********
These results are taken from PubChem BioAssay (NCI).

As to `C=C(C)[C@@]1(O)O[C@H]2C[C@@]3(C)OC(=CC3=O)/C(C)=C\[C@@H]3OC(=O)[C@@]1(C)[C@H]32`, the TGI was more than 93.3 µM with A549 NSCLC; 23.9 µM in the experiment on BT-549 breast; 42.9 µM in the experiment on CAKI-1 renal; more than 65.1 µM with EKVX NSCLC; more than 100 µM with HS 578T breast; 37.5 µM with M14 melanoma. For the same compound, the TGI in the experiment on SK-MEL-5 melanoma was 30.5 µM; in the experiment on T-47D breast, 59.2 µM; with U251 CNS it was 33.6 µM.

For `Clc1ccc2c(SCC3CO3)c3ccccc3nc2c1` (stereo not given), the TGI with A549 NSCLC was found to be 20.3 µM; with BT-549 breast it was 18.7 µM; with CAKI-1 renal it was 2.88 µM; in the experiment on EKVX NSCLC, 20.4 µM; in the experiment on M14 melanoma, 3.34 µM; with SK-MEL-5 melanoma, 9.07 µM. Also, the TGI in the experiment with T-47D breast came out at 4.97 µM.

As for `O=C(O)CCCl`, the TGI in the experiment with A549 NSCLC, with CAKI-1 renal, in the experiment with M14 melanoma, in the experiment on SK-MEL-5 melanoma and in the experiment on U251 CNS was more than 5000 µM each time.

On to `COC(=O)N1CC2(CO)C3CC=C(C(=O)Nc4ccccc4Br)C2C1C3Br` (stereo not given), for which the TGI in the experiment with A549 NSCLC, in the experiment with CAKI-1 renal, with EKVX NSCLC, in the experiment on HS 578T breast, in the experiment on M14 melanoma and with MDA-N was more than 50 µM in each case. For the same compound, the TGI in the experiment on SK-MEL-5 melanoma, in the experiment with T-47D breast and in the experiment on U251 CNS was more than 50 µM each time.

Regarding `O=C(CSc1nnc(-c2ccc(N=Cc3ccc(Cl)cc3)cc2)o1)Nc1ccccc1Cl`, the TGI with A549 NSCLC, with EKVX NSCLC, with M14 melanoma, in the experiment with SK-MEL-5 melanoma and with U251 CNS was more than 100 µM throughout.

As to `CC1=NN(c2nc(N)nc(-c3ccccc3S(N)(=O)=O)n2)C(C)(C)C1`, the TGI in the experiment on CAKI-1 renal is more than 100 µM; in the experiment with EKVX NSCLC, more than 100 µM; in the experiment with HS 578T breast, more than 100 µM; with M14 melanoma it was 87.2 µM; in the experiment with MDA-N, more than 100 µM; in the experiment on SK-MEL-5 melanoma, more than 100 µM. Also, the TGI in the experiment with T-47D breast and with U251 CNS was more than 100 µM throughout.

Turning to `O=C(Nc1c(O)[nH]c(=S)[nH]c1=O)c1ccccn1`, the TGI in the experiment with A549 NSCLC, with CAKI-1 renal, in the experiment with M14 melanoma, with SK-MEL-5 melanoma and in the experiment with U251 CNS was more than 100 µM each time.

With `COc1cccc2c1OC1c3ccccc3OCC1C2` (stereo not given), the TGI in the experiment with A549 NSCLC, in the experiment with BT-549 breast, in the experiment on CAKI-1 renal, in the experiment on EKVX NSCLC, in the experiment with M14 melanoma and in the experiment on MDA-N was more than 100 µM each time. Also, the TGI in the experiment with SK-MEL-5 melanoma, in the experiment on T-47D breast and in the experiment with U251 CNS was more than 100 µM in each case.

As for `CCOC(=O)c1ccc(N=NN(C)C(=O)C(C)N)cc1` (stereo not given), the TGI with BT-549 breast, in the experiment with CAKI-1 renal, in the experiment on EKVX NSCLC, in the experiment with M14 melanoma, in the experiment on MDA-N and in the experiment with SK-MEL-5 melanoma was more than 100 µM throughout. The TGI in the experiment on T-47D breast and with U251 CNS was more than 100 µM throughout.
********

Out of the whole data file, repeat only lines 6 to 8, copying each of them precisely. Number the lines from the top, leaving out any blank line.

Regarding `O=C(CSc1nnc(-c2ccc(N=Cc3ccc(Cl)cc3)cc2)o1)Nc1ccccc1Cl`, the TGI with A549 NSCLC, with EKVX NSCLC, with M14 melanoma, in the experiment with SK-MEL-5 melanoma and with U251 CNS was more than 100 µM throughout.

As to `CC1=NN(c2nc(N)nc(-c3ccccc3S(N)(=O)=O)n2)C(C)(C)C1`, the TGI in the experiment on CAKI-1 renal is more than 100 µM; in the experiment with EKVX NSCLC, more than 100 µM; in the experiment with HS 578T breast, more than 100 µM; with M14 melanoma it was 87.2 µM; in the experiment with MDA-N, more than 100 µM; in the experiment on SK-MEL-5 melanoma, more than 100 µM. Also, the TGI in the experiment with T-47D breast and with U251 CNS was more than 100 µM throughout.

Turning to `O=C(Nc1c(O)[nH]c(=S)[nH]c1=O)c1ccccn1`, the TGI in the experiment with A549 NSCLC, with CAKI-1 renal, in the experiment with M14 melanoma, with SK-MEL-5 melanoma and in the experiment with U251 CNS was more than 100 µM each time.